During the spring 2017 ONUG general meeting, at the conclusion of the Monitoring and Analytics (M&A) panel, a member of the audience commented, “We are already collecting a lot of data; and, you are telling us to collect even more?” His point was well understood by the panel members and the audience: there is a total cost of ownership associate with all that collection that is spiraling out of control.
The M&A’s working group guidance was and remains simple at its core: if you are responsible for a service (e.g., web transactions, VoIP, Virtual Desktop Interface (VDI), streaming media, SaaS, or batch processing), you must have a way of verifying its availability and performance such as through synthetic testing or wire data. And, you can further benefit from monitoring the Key Performance Indicators (KPIs) for each component of the service chain that comes together to deliver that service.
The KPIs are different, not only for each component of the service chain, but also for different classes of technology. In the legacy world, the KPIs for infrastructure might have started with the “golden Signals” of utilization, saturation, and error rates for CPU and memory, while for the network and storage they may also have included throughput and latency as well as for a breakdown of the nodes and applications behind the utilization and errors. Yet, for Unified Communications and Collaboration (UC&C) applications, VDI, and streaming media, Jitter and latency become important. Application containers such as J2EE, Databases, and hypervisors have their own KPIs and so on. The outcome is monitoring solutions that are a myriad of domain or silo specific tools.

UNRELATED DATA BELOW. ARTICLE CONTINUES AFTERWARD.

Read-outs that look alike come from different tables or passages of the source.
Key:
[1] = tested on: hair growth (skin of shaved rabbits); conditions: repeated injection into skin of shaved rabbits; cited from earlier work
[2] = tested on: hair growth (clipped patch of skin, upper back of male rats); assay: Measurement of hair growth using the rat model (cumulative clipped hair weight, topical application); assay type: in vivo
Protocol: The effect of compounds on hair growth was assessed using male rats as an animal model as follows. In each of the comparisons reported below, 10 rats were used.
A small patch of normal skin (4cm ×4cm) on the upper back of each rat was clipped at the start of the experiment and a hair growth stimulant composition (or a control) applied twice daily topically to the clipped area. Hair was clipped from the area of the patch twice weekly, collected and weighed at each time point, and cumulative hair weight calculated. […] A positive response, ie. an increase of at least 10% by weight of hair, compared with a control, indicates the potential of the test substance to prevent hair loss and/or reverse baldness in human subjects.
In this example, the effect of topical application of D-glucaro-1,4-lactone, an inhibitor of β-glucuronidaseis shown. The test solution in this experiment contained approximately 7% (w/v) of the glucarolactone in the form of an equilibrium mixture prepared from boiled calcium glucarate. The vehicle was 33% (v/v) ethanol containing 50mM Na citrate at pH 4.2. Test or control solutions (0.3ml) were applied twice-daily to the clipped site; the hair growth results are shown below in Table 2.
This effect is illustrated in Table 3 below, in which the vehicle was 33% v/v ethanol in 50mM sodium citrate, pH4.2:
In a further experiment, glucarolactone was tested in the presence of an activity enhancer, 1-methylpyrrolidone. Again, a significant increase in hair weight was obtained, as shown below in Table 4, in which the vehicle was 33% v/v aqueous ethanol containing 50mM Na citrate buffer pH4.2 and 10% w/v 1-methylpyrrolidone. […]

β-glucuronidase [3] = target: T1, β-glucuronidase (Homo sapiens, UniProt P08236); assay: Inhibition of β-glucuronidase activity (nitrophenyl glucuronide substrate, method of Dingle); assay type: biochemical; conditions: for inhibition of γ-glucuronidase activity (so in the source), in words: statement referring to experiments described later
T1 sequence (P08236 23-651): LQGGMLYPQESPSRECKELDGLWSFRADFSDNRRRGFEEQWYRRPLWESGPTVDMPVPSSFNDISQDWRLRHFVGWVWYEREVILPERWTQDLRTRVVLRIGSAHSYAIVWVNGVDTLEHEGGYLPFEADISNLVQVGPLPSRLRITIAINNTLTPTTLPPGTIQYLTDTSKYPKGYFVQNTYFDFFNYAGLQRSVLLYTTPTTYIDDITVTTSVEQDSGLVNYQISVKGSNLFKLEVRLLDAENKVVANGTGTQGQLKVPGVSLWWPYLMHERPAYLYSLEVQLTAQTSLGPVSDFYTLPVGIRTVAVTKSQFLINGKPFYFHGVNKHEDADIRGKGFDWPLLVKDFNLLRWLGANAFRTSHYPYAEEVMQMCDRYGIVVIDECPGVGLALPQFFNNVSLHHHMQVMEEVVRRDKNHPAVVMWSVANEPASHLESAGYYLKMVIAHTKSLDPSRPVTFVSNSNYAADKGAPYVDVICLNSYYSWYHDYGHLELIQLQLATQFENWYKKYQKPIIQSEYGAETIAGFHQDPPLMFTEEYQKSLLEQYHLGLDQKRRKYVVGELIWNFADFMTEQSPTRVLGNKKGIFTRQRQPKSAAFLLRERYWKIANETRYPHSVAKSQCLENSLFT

A day earlier Paul Silverstein, of Cowen and Company, in response to another question during the “On Premises vs. Off Premises IT: Where Should Investment Dollars” panel had reminded the audience that capital expense is only about 20% of the Total Cost of Ownership (TCO). The remaining 80% of the cost has to do with the proper architectural planning and alignment of tools, hardware and storage, implementation and periodic upgrades, and most prominently, that of skilled staffing levels in multiple domains to operate the tools and analyze their data. The largest components can be characterized as domain specific tools and domain specific skilled staffing levels. The number of technologies one operates has a multiplier effect here.
When it comes to the cloud, private or public, the numbers of environments you operate also has a multiplier effect. Monitoring on-premises is different from that in the public cloud. And, what works in one public cloud often does not in others. For example, AWS prescribes monitoring through a combination six of their own services: CloudWatch, CloudWatchLogs, CloudTrail, Config, X-Ray, and Trusted Advisor, while denying any access to hypervisor and network underlay. Azure monitoring strategy is completely different and based on Microsoft products: OMS and SCOM. And, yet Google Cloud has a different management scheme and so on.